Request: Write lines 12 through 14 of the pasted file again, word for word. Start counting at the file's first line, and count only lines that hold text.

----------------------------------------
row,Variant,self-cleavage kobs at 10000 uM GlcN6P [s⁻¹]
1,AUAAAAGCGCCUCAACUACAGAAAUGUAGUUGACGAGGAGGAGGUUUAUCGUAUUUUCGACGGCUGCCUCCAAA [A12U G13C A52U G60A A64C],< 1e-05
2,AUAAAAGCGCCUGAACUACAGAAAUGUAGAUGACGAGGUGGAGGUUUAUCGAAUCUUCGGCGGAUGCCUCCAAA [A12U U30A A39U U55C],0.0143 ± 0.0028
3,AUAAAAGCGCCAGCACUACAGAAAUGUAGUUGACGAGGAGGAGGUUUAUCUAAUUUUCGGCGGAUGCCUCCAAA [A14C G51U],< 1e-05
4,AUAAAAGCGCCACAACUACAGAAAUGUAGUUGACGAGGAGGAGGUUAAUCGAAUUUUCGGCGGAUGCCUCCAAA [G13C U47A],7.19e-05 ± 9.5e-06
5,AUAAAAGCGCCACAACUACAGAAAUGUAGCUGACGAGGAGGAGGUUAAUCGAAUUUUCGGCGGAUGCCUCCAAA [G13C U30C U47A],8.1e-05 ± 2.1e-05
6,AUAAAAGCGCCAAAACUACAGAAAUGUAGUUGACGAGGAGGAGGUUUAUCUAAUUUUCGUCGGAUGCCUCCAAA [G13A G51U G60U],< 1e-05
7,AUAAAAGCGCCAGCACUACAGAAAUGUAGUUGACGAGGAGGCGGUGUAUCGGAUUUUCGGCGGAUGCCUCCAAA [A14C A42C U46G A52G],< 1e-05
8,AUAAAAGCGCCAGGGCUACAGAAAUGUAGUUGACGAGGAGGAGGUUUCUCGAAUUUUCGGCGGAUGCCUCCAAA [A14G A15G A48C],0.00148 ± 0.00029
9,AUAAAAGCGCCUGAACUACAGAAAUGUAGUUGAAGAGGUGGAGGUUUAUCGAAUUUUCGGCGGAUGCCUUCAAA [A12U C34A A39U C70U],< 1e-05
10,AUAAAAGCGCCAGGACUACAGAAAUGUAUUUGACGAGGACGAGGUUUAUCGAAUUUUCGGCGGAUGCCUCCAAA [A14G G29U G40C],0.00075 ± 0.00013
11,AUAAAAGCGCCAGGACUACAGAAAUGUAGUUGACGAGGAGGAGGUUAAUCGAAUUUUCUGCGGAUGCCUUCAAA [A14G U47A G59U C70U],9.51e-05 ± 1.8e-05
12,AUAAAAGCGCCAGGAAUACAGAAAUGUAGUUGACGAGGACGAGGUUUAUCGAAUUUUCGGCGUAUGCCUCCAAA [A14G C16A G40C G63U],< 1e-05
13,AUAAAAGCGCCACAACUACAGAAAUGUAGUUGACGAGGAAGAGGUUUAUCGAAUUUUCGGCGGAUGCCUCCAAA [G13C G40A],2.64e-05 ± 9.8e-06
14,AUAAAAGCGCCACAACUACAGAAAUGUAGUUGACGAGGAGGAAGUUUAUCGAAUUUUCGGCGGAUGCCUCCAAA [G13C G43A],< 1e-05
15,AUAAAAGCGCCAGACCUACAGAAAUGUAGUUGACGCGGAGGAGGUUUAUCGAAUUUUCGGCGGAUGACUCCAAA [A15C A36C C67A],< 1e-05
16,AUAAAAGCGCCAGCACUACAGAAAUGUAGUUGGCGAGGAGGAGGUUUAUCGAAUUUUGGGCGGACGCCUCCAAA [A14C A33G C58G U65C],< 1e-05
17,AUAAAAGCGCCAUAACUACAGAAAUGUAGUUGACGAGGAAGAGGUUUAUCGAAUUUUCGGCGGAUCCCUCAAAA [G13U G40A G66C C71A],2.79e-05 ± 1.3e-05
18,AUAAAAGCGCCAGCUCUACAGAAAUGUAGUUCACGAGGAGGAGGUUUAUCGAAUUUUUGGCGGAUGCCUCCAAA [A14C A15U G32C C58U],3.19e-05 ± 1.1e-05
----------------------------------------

11,AUAAAAGCGCCAGGACUACAGAAAUGUAGUUGACGAGGAGGAGGUUAAUCGAAUUUUCUGCGGAUGCCUUCAAA [A14G U47A G59U C70U],9.51e-05 ± 1.8e-05
12,AUAAAAGCGCCAGGAAUACAGAAAUGUAGUUGACGAGGACGAGGUUUAUCGAAUUUUCGGCGUAUGCCUCCAAA [A14G C16A G40C G63U],< 1e-05
13,AUAAAAGCGCCACAACUACAGAAAUGUAGUUGACGAGGAAGAGGUUUAUCGAAUUUUCGGCGGAUGCCUCCAAA [G13C G40A],2.64e-05 ± 9.8e-06